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Part: II Designing and Building > Accessibility Basics

Chapter Fourteen. Accessibility Basics

Accessibility and standards have much in common. They are both about ensuring that our work will be useable and available to the largest possible number of readers, visitors, and customers. Accessibility is so closely linked to the other standards discussed in this book that in the 1990s, the W3C launched a Web Accessibility Initiative (WAI) to advise web builders on strategies for achieving it (http://www.w3.org/WAI/GL/).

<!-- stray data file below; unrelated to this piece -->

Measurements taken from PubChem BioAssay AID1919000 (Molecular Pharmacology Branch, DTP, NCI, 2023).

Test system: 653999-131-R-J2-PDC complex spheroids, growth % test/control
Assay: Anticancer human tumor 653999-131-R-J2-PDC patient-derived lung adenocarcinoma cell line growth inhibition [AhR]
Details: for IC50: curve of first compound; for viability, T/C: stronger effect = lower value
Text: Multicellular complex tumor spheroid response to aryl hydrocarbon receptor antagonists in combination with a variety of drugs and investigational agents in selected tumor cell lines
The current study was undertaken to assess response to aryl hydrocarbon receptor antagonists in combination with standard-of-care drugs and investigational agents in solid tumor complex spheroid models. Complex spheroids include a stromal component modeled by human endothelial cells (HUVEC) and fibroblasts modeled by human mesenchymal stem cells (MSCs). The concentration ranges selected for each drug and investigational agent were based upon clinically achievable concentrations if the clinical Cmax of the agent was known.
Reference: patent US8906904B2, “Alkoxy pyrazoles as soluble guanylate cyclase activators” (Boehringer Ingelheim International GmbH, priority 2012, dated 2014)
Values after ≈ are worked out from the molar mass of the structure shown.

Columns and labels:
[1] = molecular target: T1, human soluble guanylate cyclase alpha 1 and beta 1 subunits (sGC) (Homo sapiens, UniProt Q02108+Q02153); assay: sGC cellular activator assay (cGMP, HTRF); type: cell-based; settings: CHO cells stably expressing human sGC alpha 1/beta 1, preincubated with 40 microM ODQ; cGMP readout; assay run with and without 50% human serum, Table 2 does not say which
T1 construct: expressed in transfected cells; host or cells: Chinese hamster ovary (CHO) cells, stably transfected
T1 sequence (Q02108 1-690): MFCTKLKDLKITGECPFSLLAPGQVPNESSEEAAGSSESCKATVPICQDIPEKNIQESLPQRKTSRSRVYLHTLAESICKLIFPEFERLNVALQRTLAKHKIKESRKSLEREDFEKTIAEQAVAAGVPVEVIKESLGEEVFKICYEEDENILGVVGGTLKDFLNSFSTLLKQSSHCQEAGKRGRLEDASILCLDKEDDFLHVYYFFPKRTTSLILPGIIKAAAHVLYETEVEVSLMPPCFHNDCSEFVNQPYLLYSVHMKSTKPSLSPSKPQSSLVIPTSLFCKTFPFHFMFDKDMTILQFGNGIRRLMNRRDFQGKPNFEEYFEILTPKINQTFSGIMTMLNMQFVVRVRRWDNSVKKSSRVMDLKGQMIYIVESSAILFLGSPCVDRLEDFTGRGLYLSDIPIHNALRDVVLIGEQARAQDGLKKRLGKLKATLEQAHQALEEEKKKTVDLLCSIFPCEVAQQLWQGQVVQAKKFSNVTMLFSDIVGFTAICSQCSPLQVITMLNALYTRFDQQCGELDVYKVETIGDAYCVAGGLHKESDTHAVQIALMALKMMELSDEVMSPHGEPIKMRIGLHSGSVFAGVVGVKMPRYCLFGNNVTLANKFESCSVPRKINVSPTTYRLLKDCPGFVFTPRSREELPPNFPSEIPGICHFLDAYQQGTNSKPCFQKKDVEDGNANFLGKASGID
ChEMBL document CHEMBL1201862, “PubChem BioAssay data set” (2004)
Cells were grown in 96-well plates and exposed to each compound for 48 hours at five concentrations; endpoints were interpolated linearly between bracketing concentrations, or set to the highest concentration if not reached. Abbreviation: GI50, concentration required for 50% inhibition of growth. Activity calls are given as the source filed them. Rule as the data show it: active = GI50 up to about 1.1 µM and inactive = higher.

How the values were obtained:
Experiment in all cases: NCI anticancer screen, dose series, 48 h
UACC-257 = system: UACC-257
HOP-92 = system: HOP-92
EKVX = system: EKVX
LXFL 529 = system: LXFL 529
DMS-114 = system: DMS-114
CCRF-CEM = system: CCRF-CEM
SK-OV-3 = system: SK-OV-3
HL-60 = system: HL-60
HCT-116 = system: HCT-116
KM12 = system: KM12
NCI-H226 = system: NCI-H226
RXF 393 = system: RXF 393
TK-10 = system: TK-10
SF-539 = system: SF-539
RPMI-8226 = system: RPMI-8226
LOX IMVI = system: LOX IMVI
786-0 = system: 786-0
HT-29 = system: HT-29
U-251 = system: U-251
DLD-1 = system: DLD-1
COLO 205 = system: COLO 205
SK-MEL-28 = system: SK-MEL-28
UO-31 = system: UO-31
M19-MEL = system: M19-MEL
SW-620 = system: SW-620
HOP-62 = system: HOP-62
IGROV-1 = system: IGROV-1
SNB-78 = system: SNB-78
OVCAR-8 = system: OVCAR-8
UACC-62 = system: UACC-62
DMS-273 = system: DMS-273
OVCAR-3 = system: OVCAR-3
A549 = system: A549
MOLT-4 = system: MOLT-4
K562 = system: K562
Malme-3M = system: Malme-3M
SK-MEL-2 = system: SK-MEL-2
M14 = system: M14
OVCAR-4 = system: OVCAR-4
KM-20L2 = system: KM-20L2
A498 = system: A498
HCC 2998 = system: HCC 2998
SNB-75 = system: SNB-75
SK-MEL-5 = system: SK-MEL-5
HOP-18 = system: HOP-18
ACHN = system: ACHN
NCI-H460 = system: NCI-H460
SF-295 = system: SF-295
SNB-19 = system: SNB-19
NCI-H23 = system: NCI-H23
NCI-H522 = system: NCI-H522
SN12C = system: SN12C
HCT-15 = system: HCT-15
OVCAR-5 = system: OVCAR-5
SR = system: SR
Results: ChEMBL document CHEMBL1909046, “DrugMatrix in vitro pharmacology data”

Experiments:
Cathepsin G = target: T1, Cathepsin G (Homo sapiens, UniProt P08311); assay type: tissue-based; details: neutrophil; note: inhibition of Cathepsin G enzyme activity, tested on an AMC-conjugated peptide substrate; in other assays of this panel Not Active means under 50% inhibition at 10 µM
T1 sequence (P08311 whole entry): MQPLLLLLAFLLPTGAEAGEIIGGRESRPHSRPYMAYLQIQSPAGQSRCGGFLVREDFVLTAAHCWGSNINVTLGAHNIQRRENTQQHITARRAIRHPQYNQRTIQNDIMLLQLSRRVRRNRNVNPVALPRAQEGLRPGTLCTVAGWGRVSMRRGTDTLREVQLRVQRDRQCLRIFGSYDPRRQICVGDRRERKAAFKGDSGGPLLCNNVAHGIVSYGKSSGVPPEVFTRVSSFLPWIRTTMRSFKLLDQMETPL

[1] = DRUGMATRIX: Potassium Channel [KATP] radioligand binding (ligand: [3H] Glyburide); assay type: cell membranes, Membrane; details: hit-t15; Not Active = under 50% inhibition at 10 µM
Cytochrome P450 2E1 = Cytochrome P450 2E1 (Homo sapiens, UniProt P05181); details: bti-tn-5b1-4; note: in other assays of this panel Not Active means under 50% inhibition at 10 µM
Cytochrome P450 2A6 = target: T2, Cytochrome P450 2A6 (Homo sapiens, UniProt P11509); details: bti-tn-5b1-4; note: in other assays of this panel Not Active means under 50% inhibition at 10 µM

WAI offers three standardized levels of access, from the readily achieved (Priority 1), to one that requires slightly more work (Priority 2), to a master level (Priority 3). The point of the three levels is that accessibility, like the other forms of standards compliance discussed in this book, is a continuum rather than an “all or nothing” affair. Even if we are unready to convert to CSS layout, we can forward-proof our sites and comply with standards using the hybrid methods shown in Chapters 8, “XHTML by Example: A Hybrid Layout (Part I),” 9, “CSS Basics,” and 10, “CSS in Action: A Hybrid Layout (Part II).” So too, with a small and reasonable effort, any of us—even those who are new to accessibility—can attain Priority 1 conformance or something close to it. In so doing, we'll begin making our sites available to those whom we had previously locked out.


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